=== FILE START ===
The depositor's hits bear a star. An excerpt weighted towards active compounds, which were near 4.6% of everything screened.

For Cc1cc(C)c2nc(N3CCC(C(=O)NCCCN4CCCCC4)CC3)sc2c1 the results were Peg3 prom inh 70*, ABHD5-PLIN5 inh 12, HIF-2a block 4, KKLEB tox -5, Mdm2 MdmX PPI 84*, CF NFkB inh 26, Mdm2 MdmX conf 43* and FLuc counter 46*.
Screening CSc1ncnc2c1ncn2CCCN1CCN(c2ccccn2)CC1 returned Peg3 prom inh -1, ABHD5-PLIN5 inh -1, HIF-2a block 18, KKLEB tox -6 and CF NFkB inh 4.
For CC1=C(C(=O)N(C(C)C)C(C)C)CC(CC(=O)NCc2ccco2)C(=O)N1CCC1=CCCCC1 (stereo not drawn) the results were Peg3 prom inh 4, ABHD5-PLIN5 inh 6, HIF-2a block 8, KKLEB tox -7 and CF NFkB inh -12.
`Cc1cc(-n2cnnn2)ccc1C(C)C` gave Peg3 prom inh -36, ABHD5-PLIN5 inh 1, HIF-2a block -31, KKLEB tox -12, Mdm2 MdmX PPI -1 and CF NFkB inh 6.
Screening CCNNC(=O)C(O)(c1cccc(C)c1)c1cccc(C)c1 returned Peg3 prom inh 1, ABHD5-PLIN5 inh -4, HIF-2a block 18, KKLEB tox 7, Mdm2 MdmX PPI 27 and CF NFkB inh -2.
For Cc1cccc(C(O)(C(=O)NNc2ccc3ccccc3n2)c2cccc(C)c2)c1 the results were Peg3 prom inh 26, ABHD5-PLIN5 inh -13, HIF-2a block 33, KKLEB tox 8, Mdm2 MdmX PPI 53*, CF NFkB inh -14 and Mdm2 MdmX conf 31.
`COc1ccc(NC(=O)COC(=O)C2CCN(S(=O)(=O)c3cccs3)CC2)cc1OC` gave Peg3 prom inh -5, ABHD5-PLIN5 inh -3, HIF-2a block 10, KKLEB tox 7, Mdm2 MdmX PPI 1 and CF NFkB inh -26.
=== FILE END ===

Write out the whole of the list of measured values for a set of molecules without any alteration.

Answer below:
The depositor's hits bear a star. An excerpt weighted towards active compounds, which were near 4.6% of everything screened.

For Cc1cc(C)c2nc(N3CCC(C(=O)NCCCN4CCCCC4)CC3)sc2c1 the results were Peg3 prom inh 70*, ABHD5-PLIN5 inh 12, HIF-2a block 4, KKLEB tox -5, Mdm2 MdmX PPI 84*, CF NFkB inh 26, Mdm2 MdmX conf 43* and FLuc counter 46*.
Screening CSc1ncnc2c1ncn2CCCN1CCN(c2ccccn2)CC1 returned Peg3 prom inh -1, ABHD5-PLIN5 inh -1, HIF-2a block 18, KKLEB tox -6 and CF NFkB inh 4.
For CC1=C(C(=O)N(C(C)C)C(C)C)CC(CC(=O)NCc2ccco2)C(=O)N1CCC1=CCCCC1 (stereo not drawn) the results were Peg3 prom inh 4, ABHD5-PLIN5 inh 6, HIF-2a block 8, KKLEB tox -7 and CF NFkB inh -12.
`Cc1cc(-n2cnnn2)ccc1C(C)C` gave Peg3 prom inh -36, ABHD5-PLIN5 inh 1, HIF-2a block -31, KKLEB tox -12, Mdm2 MdmX PPI -1 and CF NFkB inh 6.
Screening CCNNC(=O)C(O)(c1cccc(C)c1)c1cccc(C)c1 returned Peg3 prom inh 1, ABHD5-PLIN5 inh -4, HIF-2a block 18, KKLEB tox 7, Mdm2 MdmX PPI 27 and CF NFkB inh -2.
For Cc1cccc(C(O)(C(=O)NNc2ccc3ccccc3n2)c2cccc(C)c2)c1 the results were Peg3 prom inh 26, ABHD5-PLIN5 inh -13, HIF-2a block 33, KKLEB tox 8, Mdm2 MdmX PPI 53*, CF NFkB inh -14 and Mdm2 MdmX conf 31.
`COc1ccc(NC(=O)COC(=O)C2CCN(S(=O)(=O)c3cccs3)CC2)cc1OC` gave Peg3 prom inh -5, ABHD5-PLIN5 inh -3, HIF-2a block 10, KKLEB tox 7, Mdm2 MdmX PPI 1 and CF NFkB inh -26.